Before the box, Mike had to buy his two types of chicken feed (for the egg layer and the meat birds) in sacks. Buying it in ton form (as seen in pig feed truck above) cuts his costs by one third. In addition, because the feed is now located closer to the chickens, less labor is involved.





Chicken feed being loaded into the new box.


The farm currently stores all of it's pork and sausages in a freezer in town, a short drive away. Mike has decided to build a freezer building on his property and so Peter and I helped with that as well.





Here's the new freezer building as we left it.


Onto the chickens. Chickens are creatures of habit. Granted all of us are, but chickens especially. Chickens have been bred for two purposes, to provide us eggs and to provide us meat. They are kept separately based on their ultimate function.





This small white chick is a future meat chicken.






Mike and Peter laying out the electric fence to enclose a new area for the meat birds. Moving the birds to a new area is both an issue of sanitation and a source of new bugs for them to eat. The fence itself is more to keep predators out.






Kristy and Matt (the other workers who are on a vet school internship) helping set the fence.






Then it's time to lead the chickens to their new home.






Sometimes you do what you have to do. When you pick the chickens up and hold them upside down, they become docile.






The laying chickens are allowed to roam (free range, baby) during the day and of course they dug up the dead pig in the mulch pile.






A "hen-pecked" chicken. When the chickens get stressed or agitated they start plucking out each others' tail feathers. Those who are completely stripped of their hind feathers are lowest on the "pecking order".


The chickens only lay eggs during the day. The laying chickens have two buildings (on wheels of course to move between areas). One is their roost, where each evening when the sun goes down, the "chickens come home to roost". Their other building is the egg barn as I call it. Inside are metal boxes in which the chickens lay their eggs.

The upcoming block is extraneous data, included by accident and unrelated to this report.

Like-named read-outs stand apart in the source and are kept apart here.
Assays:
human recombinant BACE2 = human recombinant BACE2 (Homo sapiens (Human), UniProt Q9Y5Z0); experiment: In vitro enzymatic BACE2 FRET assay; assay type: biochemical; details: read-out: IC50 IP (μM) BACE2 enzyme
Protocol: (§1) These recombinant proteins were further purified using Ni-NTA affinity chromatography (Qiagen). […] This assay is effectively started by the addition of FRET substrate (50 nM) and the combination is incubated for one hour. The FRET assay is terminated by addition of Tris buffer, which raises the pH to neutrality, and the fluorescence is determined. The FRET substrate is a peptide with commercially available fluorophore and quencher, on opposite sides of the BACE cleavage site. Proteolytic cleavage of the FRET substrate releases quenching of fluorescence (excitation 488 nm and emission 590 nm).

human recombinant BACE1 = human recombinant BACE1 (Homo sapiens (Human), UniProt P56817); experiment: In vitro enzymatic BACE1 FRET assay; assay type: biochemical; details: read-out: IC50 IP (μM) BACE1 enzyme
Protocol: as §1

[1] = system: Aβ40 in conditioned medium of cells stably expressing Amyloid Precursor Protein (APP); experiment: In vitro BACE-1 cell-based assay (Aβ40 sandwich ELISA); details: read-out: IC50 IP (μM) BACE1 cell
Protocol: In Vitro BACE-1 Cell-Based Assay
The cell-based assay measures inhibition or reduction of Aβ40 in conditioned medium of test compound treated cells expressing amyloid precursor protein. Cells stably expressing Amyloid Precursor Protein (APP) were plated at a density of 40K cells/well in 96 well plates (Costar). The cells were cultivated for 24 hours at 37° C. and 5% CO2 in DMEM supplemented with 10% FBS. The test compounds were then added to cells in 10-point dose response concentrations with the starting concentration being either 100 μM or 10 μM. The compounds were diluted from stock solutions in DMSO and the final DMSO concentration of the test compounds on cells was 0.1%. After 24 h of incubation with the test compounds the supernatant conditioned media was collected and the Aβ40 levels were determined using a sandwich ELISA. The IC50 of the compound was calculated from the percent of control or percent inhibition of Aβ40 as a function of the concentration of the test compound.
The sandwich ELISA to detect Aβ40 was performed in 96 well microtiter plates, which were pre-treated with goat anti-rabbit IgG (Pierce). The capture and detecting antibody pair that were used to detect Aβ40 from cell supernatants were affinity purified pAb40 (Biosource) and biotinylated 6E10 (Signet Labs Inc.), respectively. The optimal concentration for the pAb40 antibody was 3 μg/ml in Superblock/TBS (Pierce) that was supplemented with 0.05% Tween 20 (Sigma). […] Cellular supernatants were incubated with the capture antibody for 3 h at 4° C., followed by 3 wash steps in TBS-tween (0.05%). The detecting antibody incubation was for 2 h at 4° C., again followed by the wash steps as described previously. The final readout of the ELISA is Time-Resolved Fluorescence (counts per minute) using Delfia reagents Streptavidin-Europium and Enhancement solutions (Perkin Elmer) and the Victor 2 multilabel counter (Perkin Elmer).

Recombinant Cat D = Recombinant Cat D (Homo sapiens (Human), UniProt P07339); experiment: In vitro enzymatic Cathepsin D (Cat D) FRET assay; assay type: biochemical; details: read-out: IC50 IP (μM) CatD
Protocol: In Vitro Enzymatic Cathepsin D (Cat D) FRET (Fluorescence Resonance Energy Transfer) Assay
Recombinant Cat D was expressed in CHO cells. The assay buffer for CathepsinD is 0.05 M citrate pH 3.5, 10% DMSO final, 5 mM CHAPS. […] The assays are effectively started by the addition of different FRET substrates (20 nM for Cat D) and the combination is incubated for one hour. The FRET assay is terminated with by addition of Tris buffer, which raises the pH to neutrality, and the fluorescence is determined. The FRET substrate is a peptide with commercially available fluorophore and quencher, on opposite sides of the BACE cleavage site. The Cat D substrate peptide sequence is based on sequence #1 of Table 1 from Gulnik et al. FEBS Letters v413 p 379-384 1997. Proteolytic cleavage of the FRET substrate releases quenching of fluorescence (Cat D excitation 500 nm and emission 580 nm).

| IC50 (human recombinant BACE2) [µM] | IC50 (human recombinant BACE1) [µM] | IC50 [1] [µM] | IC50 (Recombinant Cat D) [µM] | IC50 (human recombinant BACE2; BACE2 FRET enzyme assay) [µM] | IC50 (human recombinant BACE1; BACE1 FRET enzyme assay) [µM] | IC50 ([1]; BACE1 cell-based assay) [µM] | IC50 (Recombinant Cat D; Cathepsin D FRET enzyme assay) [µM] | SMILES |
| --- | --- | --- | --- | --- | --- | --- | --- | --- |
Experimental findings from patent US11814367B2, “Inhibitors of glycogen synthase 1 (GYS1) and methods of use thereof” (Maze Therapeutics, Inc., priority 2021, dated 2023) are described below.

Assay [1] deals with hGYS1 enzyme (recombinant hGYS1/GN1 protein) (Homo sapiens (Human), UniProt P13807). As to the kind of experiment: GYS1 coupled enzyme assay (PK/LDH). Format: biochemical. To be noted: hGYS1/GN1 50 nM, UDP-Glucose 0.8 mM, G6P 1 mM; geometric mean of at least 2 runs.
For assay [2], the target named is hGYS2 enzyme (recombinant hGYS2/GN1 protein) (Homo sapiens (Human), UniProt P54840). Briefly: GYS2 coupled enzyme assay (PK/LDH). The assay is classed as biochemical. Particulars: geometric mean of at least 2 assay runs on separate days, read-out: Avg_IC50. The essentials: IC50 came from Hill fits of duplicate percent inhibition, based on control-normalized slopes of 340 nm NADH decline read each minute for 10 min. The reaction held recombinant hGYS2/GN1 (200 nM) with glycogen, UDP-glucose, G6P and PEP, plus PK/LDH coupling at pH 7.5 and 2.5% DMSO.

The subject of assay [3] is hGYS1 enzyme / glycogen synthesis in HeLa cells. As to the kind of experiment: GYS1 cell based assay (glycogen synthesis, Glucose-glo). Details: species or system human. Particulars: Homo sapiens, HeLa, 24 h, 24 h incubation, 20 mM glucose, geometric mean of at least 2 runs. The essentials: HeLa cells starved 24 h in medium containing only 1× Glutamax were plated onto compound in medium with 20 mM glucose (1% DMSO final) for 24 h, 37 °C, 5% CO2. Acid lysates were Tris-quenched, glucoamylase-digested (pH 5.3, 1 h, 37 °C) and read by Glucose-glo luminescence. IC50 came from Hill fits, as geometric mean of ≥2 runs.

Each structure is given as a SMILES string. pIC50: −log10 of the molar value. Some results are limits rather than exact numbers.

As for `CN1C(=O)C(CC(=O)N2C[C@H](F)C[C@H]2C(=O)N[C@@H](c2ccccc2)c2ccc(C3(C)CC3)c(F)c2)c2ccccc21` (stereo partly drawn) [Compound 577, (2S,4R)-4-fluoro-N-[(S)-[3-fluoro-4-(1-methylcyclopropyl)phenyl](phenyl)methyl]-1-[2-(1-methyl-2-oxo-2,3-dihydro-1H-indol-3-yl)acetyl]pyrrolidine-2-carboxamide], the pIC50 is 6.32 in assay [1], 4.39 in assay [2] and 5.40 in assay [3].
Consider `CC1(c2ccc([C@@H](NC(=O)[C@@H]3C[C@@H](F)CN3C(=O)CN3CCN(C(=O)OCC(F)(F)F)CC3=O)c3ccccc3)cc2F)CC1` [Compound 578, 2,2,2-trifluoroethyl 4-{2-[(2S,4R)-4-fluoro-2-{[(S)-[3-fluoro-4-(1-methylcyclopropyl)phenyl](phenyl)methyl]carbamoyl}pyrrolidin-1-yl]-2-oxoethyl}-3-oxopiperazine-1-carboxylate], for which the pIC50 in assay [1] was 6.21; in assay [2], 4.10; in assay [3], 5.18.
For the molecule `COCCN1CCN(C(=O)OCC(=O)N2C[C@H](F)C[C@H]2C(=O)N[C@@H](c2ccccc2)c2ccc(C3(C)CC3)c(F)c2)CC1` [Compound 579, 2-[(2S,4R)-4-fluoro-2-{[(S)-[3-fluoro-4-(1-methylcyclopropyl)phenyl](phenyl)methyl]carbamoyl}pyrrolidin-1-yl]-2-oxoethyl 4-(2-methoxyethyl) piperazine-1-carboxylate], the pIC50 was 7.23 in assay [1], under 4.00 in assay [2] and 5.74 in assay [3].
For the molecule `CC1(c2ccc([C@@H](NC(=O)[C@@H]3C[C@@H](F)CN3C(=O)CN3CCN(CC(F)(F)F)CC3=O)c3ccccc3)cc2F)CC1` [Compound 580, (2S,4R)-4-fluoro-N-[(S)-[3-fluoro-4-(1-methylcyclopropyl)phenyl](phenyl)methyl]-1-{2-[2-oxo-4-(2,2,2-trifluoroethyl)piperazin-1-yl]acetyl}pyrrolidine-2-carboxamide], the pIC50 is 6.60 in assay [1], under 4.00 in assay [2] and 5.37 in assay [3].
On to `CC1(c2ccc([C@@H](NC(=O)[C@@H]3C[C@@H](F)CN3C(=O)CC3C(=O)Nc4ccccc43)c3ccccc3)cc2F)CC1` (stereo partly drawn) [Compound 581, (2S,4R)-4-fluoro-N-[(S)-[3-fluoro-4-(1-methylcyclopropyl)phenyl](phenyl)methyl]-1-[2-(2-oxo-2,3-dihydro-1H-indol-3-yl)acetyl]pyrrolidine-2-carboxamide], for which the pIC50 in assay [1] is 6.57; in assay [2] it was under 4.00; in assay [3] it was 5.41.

The egg barn


















Due to bacteria and disease reasons, the sheels of the eggs must be sanitized before sale.






Then the eggs are sorted by size and color for sale at farmer's markets in NYC. Some of the eggs we sorted while working went to some specific high-end restaurants.


So you hopefully noticed that throughout this posting, I put certain sayings in quotes. One of the things Peter and I noticed is how many sayings we use today are rooted in agriculture. These quoted sayings are only the ones we found ourselves while at Flying Pigs. But there must be many more that we didn't notice.

A great shout of of thanks goes to both Richard and Holley as well as Mike and Jennifer for their great hospitality. We never ate poorly and had such an amazing education about both the workings of farm life as well as the struggles and joys. Although vegetables and animals require vastly different types of work, but the pride these two farms (as well all farms across this country) have in their product is what I found to be their ultimate appeal. Never will I again purchase my food without at least thinking about the work it took to grow the produce and meat. But also what happens to those natural products as they get processed into other forms.

2 comments:

Rich said...

Ernie--

Leah and I have been getting pork from there for a few years. We also get kidney leaf lard from the farm, and render it into useable lard. That's why Leah's pies are so good.

Rich

Chester said...

Another splendid photo story. We enjoyed your writings. You have had a memorable (also educational) summer this year - A China biking trip and two farm working sessions in NY.